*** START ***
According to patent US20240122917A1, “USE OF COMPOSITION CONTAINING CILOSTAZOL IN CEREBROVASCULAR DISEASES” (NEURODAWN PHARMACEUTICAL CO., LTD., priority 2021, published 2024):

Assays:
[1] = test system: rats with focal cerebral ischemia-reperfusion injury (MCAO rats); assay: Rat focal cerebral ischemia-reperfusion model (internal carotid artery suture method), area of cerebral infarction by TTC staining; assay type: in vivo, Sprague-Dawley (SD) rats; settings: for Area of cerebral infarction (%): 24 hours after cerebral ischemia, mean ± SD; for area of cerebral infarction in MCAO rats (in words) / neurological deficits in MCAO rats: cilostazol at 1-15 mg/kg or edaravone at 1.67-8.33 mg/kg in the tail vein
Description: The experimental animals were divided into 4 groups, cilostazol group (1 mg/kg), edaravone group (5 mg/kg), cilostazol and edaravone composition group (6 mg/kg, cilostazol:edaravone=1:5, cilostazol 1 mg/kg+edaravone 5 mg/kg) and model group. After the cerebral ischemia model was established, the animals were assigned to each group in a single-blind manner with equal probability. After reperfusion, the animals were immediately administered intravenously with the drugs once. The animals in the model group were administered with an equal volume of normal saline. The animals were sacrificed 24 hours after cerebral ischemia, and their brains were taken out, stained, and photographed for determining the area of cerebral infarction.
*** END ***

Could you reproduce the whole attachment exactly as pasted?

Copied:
According to patent US20240122917A1, “USE OF COMPOSITION CONTAINING CILOSTAZOL IN CEREBROVASCULAR DISEASES” (NEURODAWN PHARMACEUTICAL CO., LTD., priority 2021, published 2024):

Assays:
[1] = test system: rats with focal cerebral ischemia-reperfusion injury (MCAO rats); assay: Rat focal cerebral ischemia-reperfusion model (internal carotid artery suture method), area of cerebral infarction by TTC staining; assay type: in vivo, Sprague-Dawley (SD) rats; settings: for Area of cerebral infarction (%): 24 hours after cerebral ischemia, mean ± SD; for area of cerebral infarction in MCAO rats (in words) / neurological deficits in MCAO rats: cilostazol at 1-15 mg/kg or edaravone at 1.67-8.33 mg/kg in the tail vein
Description: The experimental animals were divided into 4 groups, cilostazol group (1 mg/kg), edaravone group (5 mg/kg), cilostazol and edaravone composition group (6 mg/kg, cilostazol:edaravone=1:5, cilostazol 1 mg/kg+edaravone 5 mg/kg) and model group. After the cerebral ischemia model was established, the animals were assigned to each group in a single-blind manner with equal probability. After reperfusion, the animals were immediately administered intravenously with the drugs once. The animals in the model group were administered with an equal volume of normal saline. The animals were sacrificed 24 hours after cerebral ischemia, and their brains were taken out, stained, and photographed for determining the area of cerebral infarction.